When James was 9, his father died. He was packed off to a British boarding school and emerged a tough, determined young man. He studied design and engineering and came up with several inventions.
It was the 1970s, when vacuum cleaners lost suction as they picked up dirt, defeating their very purpose. Frustrated, James took his Hoover apart and identified the bag as the problem. He replaced the bag with a cyclone and… bam! A bagless vacuum was born.
In 1979 he pitched his invention to the board of his company, which he had started a few years back. “Surely if there was a better vacuum cleaner,” they said, “Hoover or Electrolux would have made it.” 🤦♂️ Later on, the board even fired him from his own company. A sad moment, but it also made him free to develop his vacuum.
Enter five long years of prototypes… in his shed. On prototype #5127 (!!!), he nailed it! But he still had to sell it, and debt had accumulated—he, his wife and 3 children were about to lose their home.
Then, breakthrough! A small Japanese company agreed to licence it. Afterwards, in 1993, James managed to get a loan to go it alone, then was able to get into big British stores. 2 years later, the Dyson was the best-selling vacuum in Britain!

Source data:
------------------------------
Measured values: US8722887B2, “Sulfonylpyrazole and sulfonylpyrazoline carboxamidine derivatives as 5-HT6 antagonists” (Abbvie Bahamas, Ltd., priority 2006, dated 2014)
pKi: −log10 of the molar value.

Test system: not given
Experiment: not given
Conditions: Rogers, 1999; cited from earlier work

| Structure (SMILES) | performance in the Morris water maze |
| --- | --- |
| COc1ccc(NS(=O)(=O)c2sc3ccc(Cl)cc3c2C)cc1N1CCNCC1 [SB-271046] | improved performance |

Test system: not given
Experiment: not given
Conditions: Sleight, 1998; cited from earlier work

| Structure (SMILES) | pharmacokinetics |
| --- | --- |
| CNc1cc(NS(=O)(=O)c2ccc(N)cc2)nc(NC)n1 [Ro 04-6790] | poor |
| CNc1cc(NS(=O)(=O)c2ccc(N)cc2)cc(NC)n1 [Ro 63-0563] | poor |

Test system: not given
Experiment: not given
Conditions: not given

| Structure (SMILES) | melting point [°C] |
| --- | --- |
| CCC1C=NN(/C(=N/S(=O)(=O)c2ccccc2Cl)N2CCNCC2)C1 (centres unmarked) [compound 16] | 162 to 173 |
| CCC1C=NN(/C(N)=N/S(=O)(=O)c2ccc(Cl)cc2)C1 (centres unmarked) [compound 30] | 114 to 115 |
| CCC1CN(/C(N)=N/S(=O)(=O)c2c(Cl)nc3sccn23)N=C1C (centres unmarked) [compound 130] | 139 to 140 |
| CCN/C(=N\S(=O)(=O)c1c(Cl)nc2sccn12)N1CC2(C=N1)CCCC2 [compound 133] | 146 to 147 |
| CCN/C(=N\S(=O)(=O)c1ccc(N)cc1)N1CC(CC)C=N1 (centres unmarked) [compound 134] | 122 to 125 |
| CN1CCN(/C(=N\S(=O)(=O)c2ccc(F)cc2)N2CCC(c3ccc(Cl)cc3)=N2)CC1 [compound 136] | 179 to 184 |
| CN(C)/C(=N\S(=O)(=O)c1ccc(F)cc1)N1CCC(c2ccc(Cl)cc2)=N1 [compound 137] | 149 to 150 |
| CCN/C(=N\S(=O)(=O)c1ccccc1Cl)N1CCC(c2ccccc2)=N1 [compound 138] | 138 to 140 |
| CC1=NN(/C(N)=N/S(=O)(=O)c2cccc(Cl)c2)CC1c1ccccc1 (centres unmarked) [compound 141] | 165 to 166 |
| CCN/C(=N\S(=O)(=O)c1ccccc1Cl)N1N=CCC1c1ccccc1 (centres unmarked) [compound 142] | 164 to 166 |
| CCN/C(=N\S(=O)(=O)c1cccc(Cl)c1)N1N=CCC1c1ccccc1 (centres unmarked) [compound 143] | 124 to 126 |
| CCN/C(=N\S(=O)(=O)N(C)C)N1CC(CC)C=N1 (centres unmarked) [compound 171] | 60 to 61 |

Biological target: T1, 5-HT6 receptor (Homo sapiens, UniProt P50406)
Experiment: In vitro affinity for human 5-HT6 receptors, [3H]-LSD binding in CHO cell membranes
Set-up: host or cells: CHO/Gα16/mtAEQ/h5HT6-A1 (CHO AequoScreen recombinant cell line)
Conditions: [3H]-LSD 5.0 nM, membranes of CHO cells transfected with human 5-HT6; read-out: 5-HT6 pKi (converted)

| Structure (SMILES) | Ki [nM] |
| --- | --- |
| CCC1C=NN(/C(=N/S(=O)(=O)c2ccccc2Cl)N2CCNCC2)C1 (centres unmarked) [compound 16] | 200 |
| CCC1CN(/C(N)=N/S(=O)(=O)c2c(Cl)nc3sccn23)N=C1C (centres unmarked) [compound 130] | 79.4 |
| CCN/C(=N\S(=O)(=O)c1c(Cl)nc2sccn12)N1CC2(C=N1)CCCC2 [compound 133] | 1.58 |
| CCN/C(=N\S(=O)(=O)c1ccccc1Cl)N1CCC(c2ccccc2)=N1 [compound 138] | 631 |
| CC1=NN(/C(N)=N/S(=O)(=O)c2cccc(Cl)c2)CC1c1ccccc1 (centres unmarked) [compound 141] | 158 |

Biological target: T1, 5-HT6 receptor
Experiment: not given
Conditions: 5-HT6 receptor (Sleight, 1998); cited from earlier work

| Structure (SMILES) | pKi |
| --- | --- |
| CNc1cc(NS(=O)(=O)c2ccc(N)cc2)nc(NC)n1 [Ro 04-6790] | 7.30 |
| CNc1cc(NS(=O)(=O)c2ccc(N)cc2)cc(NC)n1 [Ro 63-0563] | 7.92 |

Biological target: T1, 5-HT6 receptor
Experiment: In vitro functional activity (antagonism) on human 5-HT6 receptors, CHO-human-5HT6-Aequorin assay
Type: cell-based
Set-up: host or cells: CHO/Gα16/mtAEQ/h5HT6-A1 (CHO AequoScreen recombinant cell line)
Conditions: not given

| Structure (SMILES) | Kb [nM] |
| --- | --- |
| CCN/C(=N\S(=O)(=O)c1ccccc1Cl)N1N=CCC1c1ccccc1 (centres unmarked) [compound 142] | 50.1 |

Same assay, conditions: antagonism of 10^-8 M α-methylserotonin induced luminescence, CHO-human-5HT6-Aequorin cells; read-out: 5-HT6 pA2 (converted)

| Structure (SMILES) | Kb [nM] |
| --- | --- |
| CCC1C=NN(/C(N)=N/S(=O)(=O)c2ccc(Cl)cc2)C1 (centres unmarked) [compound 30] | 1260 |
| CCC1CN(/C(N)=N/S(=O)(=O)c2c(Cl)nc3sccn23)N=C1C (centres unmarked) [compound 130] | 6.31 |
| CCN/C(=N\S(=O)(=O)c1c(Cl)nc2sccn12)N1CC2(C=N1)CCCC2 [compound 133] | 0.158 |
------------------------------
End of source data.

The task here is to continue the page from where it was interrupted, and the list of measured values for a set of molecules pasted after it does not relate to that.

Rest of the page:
Today, Dyson has one of the most iconic designs of the 20th century. Dyson also make hand-dryers and fans without blades. Oh, and Sir James Dyson is worth an estimated £10.1 billion*.
Sir James Dyson.
THE LIMITS OF DETERMINATION
Five years worth of 5127 prototypes before nailing it, with the risk of losing his home. Sir James Dyson later said that his extreme determination and stubbornness in the absence of any real evidence was beginning to look more like insanity. Indeed, stubborn determination is not the takeaway, even if it worked out for Dyson. Instead, one should be intelligently determined: knowing when to stop and when to push further, based on intuition, but also on tangible results and the worthiness of the overall project.
© Story by Tarek Issa.